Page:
Saturday, December 16, 2006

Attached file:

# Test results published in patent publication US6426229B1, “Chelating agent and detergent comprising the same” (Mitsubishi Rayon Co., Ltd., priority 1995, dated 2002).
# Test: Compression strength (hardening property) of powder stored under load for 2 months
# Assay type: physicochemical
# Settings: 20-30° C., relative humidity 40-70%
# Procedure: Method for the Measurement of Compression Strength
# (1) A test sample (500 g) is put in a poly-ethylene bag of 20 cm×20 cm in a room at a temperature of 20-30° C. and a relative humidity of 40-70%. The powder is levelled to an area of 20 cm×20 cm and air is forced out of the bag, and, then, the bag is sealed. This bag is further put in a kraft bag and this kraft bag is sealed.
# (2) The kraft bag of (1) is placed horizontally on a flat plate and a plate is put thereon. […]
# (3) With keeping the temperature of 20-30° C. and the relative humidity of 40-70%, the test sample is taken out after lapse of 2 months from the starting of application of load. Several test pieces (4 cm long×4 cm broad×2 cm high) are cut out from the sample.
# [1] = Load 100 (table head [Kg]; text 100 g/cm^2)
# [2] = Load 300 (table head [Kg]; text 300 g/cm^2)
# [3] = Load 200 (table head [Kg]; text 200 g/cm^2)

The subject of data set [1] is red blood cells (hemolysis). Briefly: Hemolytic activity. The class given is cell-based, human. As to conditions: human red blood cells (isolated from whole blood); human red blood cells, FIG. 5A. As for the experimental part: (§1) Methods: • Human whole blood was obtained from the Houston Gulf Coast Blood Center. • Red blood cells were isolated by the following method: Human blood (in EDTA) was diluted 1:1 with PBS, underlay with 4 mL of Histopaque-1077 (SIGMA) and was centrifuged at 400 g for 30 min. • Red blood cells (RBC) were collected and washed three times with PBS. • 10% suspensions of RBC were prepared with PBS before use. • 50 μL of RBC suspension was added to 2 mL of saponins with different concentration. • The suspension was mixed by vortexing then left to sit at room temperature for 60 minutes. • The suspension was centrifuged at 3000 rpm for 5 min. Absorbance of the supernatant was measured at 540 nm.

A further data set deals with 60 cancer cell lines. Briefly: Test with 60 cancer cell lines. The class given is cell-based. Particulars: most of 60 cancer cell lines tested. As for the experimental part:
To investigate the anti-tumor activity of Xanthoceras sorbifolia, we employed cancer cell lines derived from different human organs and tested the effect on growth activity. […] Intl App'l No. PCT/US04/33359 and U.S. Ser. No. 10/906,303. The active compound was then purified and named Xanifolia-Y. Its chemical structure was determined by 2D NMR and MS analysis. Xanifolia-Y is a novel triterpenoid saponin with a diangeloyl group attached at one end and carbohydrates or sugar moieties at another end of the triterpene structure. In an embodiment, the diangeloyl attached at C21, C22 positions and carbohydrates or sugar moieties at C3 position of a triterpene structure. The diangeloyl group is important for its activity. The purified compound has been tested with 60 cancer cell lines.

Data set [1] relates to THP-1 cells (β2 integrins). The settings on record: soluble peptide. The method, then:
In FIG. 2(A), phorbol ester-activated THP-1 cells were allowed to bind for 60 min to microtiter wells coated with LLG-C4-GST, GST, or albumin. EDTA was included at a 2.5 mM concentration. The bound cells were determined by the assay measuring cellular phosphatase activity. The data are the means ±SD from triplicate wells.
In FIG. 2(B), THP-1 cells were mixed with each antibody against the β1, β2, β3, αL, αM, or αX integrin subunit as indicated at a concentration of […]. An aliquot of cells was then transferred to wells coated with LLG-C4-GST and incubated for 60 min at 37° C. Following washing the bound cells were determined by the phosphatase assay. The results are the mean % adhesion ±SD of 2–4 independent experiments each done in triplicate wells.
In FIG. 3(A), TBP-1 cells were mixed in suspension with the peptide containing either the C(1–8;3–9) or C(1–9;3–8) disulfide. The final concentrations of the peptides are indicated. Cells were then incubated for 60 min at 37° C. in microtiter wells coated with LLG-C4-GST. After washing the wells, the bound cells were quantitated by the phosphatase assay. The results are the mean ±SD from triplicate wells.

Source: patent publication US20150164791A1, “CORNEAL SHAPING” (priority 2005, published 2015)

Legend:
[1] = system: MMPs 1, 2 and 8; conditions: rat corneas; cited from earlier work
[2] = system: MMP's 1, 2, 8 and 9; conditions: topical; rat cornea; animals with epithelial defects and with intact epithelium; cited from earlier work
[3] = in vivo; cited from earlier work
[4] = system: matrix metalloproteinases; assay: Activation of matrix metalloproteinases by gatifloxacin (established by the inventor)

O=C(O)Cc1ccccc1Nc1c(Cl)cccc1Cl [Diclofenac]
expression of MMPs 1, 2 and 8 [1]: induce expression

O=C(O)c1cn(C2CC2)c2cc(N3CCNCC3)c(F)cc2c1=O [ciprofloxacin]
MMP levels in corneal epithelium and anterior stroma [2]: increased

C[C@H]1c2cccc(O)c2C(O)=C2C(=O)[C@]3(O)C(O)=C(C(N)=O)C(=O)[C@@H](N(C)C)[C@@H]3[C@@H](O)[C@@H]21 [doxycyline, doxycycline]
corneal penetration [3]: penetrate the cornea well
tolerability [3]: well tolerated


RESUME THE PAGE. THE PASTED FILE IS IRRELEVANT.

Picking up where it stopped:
I have to say, I think I like Hanoi as a capital city far better than I liked Tana in Madagascar. Now, the initial fascination may still wear off with time, but first impressions are important. I liked Tana well enough - it definitely had character...or something. Depending on how you viewed it, it had the ability to keep you completely enthralled with a single activity the entire day - or you wasted whole days trying to complete one measly errand. I don't know that Hanoi is any more efficient, but relative to Tana, 1) getting around is much simpler (metered taxis!!! I still can't get used to the idea that I can just jump in a cab and go rather than standing in the rain and bargaining to save my pocketbook) and 2) you can actually find stuff here. Streets have names. There are updated tourist maps. And 3) breathing the are is much, much, MUCH more enjoyable. I still am very happy that I am not living in Hanoi. It's fun, full of lights, and offers plenty of gastronomic and shopping orgy opportunities - all important factors for the expat life - but something that could get old very quickly, and probably best left for those regular trips back and not for every single night of the week options. But, for those of you who will best understand me - let me share a few of the reasons that Hanoi will be come my next favorite home away from home: 1) The morning motorbike taxi (xe om) commute to the office...and the tree-lined (!!) streets of Hanoi - this will be far more pleasant in the hot summer months than the treeless streets of Madagascar cities... 2) Who wouldn't love a country where "Young Green Rice" is a popular ice cream flavor?!?! BTW: In Hanoi there really is a surprising amount of French - but basically in the inverse of French/English in Madagascar. Menus in most restaurants are automatically in English, but the good ones have French translation. And I've run into a lot of French-speaking tourists in hotels. Most information is given in both French and English. But considering English is essentially non-existent outside of the capital, you can bet there isn't any French to fall back on either... 3) Okay, so not really a love, but what's up with this architecture? Granted, it can look nice when done right and viewed from the front... 4) REAL international food choices: over my first days/weekend in Hanoi, we ate American deli sandwiches everyday for lunch (yes, Jon, I know what you're thinking of me right now...), and real Indian, Thai, Italian, and Japanese (picture of Ali and one platter of sushi) for dinner. Oh, and then I almost forgot the fruit juices! Smoothies with every meal. And there will be more sampling for my next trip there. 5) Cleanliness. The streets are wide, tree-lined, and CLEAN. Sidewalks exist (although are usually used as motorbike parks), and main roads are wide and well-maintained. There's still narrow cobblestone back alleyways, but they're manageable. Oh, and those metered taxis? They're all practically brand new. No clunker old yellow Peugeots that leave you to wonder if they're actually going to make it to your destination. There are lakes scattered throughout the city, similar to Tana, and those are about as clean as in Tana, but hey, it is still a developing country. You do get more of that open-sewer smell that is ubiquitous in Tana, but it's intermittent enough that you are actually surprised when you suddenly happen upon it. 6) Number of beggars is sooooo much more manageable. And most often they are old, old, old people who walk around a bump you with those funny cone hats turned upside-down for collecting spare change - no annoying children that I've seen yet. I'm sure I will continue to discover things that I love and hate about my new central city, but all went well on the first meeting, and I have plenty reason to anticipate going there on a regular basis! Now...if I can only find some friends to share the city with...

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